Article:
Once you ensure financial and creative control rests in your hands, there are certain provisions that are unchangeable, as per the nature of fiscal sponsorship for film. 

The charitable organization will always hold your funds in their own bank accounts. They will administer those accounts and charge you a fee for doing so, usually a percentage of each donation earmarked for your film. Make sure the agreed upon fee structure is in the contract.     

When your film starts receiving grant money (funded by donors) from the organization, the organization is required by the IRS to report how that money was used.  

By extension, you must submit how you used the grant money in the form of ledgers and receipts. The receipts must demonstrate the money was used solely for the purpose of creating your film. This keeps the sponsor compliant with government regulation and keeps you in good graces with your sponsor.       

With the proper provisions agreed to at the outset of your relationship with your fiscal sponsor, you will open up an exciting new avenue for financing your film. You will also maintain the necessary flexibility to take on private investors, finance against tax credits and distribution pre-sales and sell your film at a profit after it hits big on the festival circuit. 

The “Pre-Approved Grant Relationship” model is best for film 

Most every organization fiscally sponsoring independent films understands your needs. They know that to be successful, you need to be able to make a film that matters to them while also allowing your film to turn a profit.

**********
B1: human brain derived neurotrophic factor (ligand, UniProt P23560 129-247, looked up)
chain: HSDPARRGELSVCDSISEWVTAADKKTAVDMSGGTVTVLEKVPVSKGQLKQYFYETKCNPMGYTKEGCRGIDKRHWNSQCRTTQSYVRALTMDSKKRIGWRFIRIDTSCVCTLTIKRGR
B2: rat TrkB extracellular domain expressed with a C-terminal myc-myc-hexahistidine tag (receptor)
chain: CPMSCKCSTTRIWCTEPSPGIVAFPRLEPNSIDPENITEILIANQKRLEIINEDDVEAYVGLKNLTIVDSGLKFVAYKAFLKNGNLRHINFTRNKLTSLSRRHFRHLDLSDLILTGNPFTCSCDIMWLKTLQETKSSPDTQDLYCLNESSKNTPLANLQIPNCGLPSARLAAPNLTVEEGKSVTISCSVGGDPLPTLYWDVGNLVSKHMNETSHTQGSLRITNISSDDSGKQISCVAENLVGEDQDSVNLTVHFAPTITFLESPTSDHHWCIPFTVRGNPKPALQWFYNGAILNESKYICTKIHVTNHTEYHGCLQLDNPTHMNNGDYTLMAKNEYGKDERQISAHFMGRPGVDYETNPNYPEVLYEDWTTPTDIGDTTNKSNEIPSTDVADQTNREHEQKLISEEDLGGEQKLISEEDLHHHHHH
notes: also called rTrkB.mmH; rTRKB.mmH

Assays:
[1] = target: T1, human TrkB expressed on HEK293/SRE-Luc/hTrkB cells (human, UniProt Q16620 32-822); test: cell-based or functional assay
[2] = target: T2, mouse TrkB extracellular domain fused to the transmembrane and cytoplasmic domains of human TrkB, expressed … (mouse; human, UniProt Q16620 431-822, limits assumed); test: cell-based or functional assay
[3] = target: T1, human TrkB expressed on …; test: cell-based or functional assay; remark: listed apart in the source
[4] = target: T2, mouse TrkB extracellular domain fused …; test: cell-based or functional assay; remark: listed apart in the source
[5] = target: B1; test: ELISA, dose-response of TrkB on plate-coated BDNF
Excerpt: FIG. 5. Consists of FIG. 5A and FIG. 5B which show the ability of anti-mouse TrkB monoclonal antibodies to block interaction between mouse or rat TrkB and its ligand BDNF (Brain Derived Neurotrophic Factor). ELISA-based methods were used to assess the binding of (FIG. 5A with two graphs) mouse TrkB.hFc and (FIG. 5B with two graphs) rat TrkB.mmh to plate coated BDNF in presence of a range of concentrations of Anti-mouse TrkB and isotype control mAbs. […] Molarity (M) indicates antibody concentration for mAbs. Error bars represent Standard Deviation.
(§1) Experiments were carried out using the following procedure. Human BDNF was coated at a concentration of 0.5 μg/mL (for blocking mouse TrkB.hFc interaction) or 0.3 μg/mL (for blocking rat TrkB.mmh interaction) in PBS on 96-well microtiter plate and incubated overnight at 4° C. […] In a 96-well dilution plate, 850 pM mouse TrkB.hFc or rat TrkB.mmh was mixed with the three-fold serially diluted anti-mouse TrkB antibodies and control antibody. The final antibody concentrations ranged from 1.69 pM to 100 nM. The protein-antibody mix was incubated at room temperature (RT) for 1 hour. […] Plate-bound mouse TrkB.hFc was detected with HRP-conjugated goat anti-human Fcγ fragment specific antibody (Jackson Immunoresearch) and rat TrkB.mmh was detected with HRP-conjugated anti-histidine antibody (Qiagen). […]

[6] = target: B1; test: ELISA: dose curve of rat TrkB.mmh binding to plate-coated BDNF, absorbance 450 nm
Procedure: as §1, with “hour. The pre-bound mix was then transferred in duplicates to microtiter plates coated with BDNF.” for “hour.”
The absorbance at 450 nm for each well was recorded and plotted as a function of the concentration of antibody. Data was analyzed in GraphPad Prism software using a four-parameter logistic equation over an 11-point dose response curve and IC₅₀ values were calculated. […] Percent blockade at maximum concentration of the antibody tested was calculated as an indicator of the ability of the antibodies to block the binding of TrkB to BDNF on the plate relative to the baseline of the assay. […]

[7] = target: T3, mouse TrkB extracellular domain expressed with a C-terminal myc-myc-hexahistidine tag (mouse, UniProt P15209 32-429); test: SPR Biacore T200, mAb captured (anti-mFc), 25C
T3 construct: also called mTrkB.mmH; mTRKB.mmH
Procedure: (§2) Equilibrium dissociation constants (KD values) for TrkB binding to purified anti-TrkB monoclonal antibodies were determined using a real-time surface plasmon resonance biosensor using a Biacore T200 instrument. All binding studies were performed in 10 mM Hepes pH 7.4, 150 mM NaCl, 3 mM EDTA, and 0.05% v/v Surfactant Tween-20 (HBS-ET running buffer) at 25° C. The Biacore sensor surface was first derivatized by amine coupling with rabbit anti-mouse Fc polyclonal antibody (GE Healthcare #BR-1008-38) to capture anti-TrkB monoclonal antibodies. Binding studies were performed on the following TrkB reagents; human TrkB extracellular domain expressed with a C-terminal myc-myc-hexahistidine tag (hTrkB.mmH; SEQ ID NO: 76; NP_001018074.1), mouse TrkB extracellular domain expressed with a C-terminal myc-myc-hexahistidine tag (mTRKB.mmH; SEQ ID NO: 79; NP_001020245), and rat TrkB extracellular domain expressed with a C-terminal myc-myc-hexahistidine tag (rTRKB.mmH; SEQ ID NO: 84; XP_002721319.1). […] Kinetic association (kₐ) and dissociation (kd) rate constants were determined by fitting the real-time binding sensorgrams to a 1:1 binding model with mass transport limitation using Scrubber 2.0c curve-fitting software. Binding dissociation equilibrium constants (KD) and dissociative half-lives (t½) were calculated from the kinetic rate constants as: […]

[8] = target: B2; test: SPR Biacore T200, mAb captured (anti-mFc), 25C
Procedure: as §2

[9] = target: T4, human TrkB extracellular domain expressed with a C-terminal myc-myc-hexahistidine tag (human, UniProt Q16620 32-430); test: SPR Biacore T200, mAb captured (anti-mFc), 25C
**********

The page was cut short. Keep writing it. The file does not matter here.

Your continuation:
Among the six models laid out in Greg Colvin’s Fiscal Sponsorship: Six Ways to Do It Right, The Pre-Approved Grant Relationship model is the most common and preferred for independent filmmakers. It allows for a mutually beneficial relationship between the film and the organization.  

In this model, your film enters an agreement with the non-profit as a grantee. You retain the rights to the project. All liabilities and assets of the project belong to the filmmaker who is thus responsible for filing the proper tax documents.  

When you or other individuals are soliciting donations for your project, you are no longer agents of the film, rather you become agents of the non-profit. Fundraising must be done in the name of the non-profit to benefit from its tax-exempt status.     

Is fiscal sponsorship right for my film? 

Niche appeal is the name of the game when working with a fiscal sponsor as much as it is when applying for grants. Every organization has a mission and ideals that they are attempting to further by working with the right filmmaker and their project.  

It’s a mutually beneficial relationship, you gain access to money and tools and the non-profit has a new project to tout that runs in the same vein as their other charitable efforts.   

Consider whether your project is relevant to a particular organization’s goals. Research their previously sponsored projects. Do they look similar to your project? If so, great! If not, that organization may not be the right fit.